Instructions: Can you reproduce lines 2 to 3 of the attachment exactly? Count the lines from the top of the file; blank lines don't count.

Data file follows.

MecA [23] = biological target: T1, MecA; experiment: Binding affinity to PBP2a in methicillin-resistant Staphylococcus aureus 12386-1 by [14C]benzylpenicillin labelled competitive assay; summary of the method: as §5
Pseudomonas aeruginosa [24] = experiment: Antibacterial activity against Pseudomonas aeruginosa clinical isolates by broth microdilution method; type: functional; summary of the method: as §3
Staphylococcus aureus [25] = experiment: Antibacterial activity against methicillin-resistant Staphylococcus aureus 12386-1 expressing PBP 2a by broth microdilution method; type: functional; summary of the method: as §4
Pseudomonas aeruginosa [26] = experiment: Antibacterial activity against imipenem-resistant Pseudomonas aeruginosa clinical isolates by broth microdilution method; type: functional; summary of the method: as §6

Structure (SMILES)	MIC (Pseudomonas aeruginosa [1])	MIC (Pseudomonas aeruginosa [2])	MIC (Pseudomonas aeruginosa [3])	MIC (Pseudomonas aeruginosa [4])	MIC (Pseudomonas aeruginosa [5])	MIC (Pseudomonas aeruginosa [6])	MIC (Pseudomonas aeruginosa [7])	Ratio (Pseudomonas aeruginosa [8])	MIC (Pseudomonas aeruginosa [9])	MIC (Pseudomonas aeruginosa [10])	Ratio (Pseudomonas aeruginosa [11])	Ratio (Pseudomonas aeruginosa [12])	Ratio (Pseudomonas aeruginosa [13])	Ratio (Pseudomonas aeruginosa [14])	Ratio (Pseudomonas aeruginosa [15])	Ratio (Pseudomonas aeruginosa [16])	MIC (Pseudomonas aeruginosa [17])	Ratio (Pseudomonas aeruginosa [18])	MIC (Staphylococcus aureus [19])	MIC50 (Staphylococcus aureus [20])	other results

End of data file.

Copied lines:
Pseudomonas aeruginosa [24] = experiment: Antibacterial activity against Pseudomonas aeruginosa clinical isolates by broth microdilution method; type: functional; summary of the method: as §3
Staphylococcus aureus [25] = experiment: Antibacterial activity against methicillin-resistant Staphylococcus aureus 12386-1 expressing PBP 2a by broth microdilution method; type: functional; summary of the method: as §4